City settles case with fired cops Bollinger and Wood
The Susanville City Council met in closed session at 9 a.m. yesterday, Monday, Dec. 28 for a conference with legal council regarding existing litigation — a lawsuit between the city and former Susanville police officers Michael Bollinger and Matthew Wood.
Monday afternoon, Kevin Jones, Susanville’s city administrator and chief of police, said he couldn’t comment on the settlement agreement between city and the officers who were fired for their conduct during the hiring of John King, the city’s former chief of police back in 2017.
“I can tell you that out of closed session, the council reported that they agreed on a settlement, and that’s all I can say,” Jones reported. “There’s a confidentiality clause in there, so all I can say is a settlement has been reached.”
Lassen News was unable to contact Eugene Chittock, the Susanville attorney who represents the officers, for comment on this story.
According to Jones, “It will be in the minutes of next week’s council meeting – the exact verbiage of what was reported out this morning.”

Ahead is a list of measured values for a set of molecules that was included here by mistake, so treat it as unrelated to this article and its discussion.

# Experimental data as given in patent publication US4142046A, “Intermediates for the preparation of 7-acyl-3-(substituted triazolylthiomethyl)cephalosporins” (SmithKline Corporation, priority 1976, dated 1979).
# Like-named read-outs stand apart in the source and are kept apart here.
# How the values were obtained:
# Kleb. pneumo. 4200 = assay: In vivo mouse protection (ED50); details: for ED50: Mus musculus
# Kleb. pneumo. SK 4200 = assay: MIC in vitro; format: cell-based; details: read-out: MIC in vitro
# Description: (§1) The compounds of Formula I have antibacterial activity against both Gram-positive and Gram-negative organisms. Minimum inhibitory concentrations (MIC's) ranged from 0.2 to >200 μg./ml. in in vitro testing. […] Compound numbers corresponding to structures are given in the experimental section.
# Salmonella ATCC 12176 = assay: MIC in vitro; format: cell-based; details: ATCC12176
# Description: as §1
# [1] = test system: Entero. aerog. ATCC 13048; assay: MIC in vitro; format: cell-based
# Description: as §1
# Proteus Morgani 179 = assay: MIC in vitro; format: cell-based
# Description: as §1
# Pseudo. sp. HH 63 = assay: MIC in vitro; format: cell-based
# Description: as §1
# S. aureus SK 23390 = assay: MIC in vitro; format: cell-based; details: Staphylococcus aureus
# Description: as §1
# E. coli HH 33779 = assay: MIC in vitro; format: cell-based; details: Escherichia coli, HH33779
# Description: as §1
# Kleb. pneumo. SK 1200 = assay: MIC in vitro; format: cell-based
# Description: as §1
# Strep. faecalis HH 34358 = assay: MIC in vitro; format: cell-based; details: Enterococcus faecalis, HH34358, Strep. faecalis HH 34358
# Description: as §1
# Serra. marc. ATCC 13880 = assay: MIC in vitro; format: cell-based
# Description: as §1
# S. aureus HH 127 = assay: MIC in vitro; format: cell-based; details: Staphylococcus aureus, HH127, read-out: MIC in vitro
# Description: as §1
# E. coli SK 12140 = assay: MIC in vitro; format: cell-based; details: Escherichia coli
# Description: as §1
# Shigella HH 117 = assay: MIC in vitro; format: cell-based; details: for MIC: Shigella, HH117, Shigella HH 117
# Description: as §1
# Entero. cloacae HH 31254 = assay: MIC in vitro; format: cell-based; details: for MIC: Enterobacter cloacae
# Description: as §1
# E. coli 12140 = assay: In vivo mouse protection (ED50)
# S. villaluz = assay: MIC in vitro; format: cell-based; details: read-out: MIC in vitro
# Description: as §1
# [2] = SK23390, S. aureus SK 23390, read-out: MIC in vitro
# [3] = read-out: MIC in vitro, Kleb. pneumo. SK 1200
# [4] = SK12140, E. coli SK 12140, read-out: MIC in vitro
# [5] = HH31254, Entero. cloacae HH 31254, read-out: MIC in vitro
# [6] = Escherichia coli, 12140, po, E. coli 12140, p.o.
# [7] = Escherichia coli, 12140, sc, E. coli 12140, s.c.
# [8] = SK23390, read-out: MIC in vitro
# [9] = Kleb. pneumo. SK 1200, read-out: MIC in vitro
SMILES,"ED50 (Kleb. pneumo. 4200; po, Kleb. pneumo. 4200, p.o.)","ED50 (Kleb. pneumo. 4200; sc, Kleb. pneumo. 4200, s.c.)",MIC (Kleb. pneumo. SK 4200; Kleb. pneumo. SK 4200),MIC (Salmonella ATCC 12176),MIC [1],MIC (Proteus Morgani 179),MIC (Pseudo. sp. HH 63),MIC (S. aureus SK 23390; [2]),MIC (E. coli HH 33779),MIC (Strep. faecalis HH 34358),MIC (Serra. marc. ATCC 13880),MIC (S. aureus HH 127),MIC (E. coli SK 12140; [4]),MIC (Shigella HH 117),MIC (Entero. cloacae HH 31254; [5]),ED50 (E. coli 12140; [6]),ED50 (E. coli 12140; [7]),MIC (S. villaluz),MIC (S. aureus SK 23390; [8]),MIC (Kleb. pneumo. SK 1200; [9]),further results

Lassen News has filed a California Public Records Act request for the settlement agreement.
At Monday’s meeting, the council also approved Resolution No 20-55844, “a resolution of the city council of the city of Susanville authorizing the finance manager to increase the risk management fund for $440,000. According to that resolution, the city announced it has reached a settlement with Bollinger and Wood and “the city needs to increase the Risk Management Fun (sic) to produce fiduciary payments to said past employees” in the amount of $440,000.
The vote on either matter was not recorded on the city’s website where this information was posted.
Jones said the resolution was a city budget transfer and not a settlement with the former police officers.
More than four years ago, Bollinger filed a formal grievance with the city regarding the process followed in the hiring John King as Susanville’s police chief. The Susanville Police Officers Association, the union that represents local police officers, also expressed concerns.